The cat and mouse genre requires delicate calibration to work. If a reader is going to have two opposing forces driving a book’s narrative, it is often better to know one intimately and the other only in passing. Ran Will Come, the pseudonymous debut of screenwriter Thomas Holgate, gives near equal footing to its leads. It’s a bold move, and it pays off in places and confounds in others.
After preternaturally intuitive cop Detective Paul Czarcik investigates a double homicide, he makes a connection with a torture murder scene across the country. Going off book, Czarcik searches for the “rush” that comes from knowing precisely where a serial killer is going to be next but not knowing whether he can stop him.
Rain Will Come opens with a scene emblematic of the lead character: Czarcik likes the platonic company of escorts and is more than partial to cocaine. He is otherwise a misanthrope, and he prefers to work from home. This establishes the character well, although one wonders how well he is paid if he is able to afford $500 escorts on an almost daily basis.
As the book progresses, Holgate loses some of the laser focus that defined his character in the outset; while a case is integral to a detective novel, much of the work’s success relies upon how willing a reader is to spend time with its protagonist. The pro-activeness engaged in early scenes seems suddenly to be swapped for a narrative leading by the nose, and Czarcik suffers from it.
The reader knows from chapter two what the killer’s motive is, and his identity from chapter four; from our perspective, there’s no mystery to be solved, only justice to be meted out. We know almost all there is to know about this killer almost immediately, and his actions are deliberately telegraphed. Holgate makes multiple ballsy moves in the developmental stage of the novel but not all of those balls stay suspended mid-air; the killer’s case study is significantly weaker than Czarcik’s and laying out the entirety of his plan so early on plays havoc with the suspense.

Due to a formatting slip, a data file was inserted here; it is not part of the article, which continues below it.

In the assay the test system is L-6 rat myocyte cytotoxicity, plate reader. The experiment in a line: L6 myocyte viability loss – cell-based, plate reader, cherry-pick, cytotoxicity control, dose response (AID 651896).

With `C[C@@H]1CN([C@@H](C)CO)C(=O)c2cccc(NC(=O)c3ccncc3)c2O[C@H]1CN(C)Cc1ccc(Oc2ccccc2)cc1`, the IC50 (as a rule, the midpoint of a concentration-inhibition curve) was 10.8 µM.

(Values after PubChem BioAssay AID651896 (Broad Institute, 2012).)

Holgate writes with a firm grasp of what is expected of the genre, repeatedly pointing out the difference between movies and the “reality” of Czarcik’s investigation. The adherence to a general realism (albeit one with reference to legitimate psychic powers and a literal gut reaction to key information) is welcome, but somewhat undone when one character says to another “we’re not so different, you and I,” a phrase that needs to be banned from all storytelling in perpetuity.
Chapters are structured dynamically, with Holgate able to pivot between character viewpoints mid-scene without compromising flow or integrity. The multiple viewpoints help to establish that Holgate’s own narrative voice isn’t quite as cynical as Czarcik, who is often pointedly rude for the sake of it. Paradoxically the killer is written as a bit of a weenie, but he is afforded the dignity of mostly logical motivation — even if he should have kept some of it to himself.
Rain Will Come reveals too much of itself too soon, and thinks that its final development is surprising rather than the inevitability that it turns out to be, but Czarcik is a strong enough character to ride again. Whether Holgate has already written him into a corner remains to be seen.
Rain Will Come is due for publication on 10 March 2020. A proof was provided for review by Thomas & Mercer.